Henry Agenmonmen, a Nigerian who had just immigrated with his wife to the United States to join his daughter and her husband in Crown Heights, said that missing mass made him feel incomplete, and having the opportunity to attend mass at St. Matthew’s had helped him through his move.

“When I’m here, I imagine what the mass would be like in Benin City. There is no difference between the services really, and the people are so warm.”

Some come for familiarity, others for comfort and guidance in dealing with the daily stress of life as an immigrant. Mohamed Magassa, a Malian immigrant who arrived in America in 2000 had just decided to join St. Matthews despite living in Harlem, an hour away by subway.

“It’s important for me to make benediction … to ask for blessings. I don’t have a nice job. I come here to ask God for help.”

For many African Catholics, the Church is a second family, a moral authority that has every right to intercede in the daily activities of its parishioners, monitoring births and deaths, and looking into the activities – and behaviour – of the parishioners.

St Matthews’ parishioner Mathilda Ajayi, raised in Togo and Nigeria, says that one of the first things she did when she arrived in Crown Heights seven years ago was to search for a church. “My family house in Nigeria was the cathedral.”

Ajayi said one of the biggest differences she noticed between the church in Crown Heights, and the church in her hometown in Nigeria, was St Matthew’s lack of involvement in her life as a parishioner and community member.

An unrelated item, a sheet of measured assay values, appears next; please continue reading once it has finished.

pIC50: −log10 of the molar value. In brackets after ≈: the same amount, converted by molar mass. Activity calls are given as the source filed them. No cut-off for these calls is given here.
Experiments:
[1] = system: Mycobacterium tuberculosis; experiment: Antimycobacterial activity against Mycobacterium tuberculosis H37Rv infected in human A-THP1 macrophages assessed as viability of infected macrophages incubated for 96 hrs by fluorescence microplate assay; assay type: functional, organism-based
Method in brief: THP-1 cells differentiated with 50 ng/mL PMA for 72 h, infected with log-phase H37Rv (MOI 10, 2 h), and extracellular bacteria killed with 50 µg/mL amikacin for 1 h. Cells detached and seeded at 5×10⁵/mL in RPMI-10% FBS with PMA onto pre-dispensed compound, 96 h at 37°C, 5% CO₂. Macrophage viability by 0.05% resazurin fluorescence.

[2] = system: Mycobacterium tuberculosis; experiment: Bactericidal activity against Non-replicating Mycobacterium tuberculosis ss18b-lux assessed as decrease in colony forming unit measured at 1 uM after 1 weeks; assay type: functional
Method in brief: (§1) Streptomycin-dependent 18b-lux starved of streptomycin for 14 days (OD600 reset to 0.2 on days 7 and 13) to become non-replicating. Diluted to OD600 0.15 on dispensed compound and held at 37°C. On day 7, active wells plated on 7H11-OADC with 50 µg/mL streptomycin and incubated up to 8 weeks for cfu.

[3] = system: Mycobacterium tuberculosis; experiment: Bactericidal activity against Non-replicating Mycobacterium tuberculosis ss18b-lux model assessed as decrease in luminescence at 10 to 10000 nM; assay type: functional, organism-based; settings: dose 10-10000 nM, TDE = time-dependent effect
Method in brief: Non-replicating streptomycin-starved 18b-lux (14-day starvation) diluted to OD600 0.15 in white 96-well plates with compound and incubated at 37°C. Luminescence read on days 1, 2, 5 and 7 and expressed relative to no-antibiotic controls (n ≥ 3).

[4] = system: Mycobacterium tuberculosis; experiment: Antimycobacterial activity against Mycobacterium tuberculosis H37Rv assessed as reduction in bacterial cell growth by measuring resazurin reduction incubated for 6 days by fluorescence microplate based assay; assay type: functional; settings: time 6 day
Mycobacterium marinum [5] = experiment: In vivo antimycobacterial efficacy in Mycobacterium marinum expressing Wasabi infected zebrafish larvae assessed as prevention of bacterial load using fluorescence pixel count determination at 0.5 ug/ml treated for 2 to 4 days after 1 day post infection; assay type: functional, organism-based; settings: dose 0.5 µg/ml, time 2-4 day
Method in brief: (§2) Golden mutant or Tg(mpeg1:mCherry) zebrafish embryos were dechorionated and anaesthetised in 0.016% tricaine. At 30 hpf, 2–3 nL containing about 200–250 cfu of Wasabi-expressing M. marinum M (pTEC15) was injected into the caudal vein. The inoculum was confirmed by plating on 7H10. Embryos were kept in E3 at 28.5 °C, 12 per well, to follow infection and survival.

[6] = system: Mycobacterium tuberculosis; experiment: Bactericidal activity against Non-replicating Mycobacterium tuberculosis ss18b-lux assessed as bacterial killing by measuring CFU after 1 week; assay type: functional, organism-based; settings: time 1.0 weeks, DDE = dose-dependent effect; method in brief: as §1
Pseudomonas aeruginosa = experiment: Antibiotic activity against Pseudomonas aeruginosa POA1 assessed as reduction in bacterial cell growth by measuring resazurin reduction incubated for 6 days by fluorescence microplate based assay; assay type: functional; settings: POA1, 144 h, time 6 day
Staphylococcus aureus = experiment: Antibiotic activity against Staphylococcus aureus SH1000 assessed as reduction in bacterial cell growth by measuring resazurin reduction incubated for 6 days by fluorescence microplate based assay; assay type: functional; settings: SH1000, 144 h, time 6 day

“The church here is not involved enough in people’s lives like back home, where the pastor is strength. There are no ‘mothers’ and ‘fathers’ here.”

St Gregory the Great Roman Catholic Church, based in Crown Heights, has also seen a steady rise in the number of African immigrants.

Father Martin Asiedu, a Ghanaian priest who ministers at Holy Name Catholic Church in Park Slope and at St. Gregory on occasion, said that in light of the central role the Catholic Church plays in communities back home, it is a natural step for immigrants to seek out a church as soon as they arrive.

“The church provides a sense of belonging and allows people to worship and celebrate God the way they used to. They can relate to each other as a community.”

St. Gregory parishioners Annie Nnado and Catherine N. Anekwe, both from Nigeria, say they have also noticed the trend, and agree that attending Mass allows one to stay close to the comforting traditions of home in what can be an overwhelming new culture.

One thing they point out that is different is the length of the mass. In Africa, masses can often run between three to five hours long, with Western masses only lasting about an hour. “The mass is longer because the communion and the homily are longer. Many more people attend,” said Nnado.

It is difference that Father Ubaka has also noticed. “Africans have a different sense of time … things are too ordered here. If you’re with your lover you don’t look at your watch and count time. Why should you do that with God?”

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One Response to “African Immigrants Find a Home in Brooklyn’s Catholic Churches”

  1. kem December 17, 2011 at 8:56 pm #

    Please can the writer of this article to get in touch with me?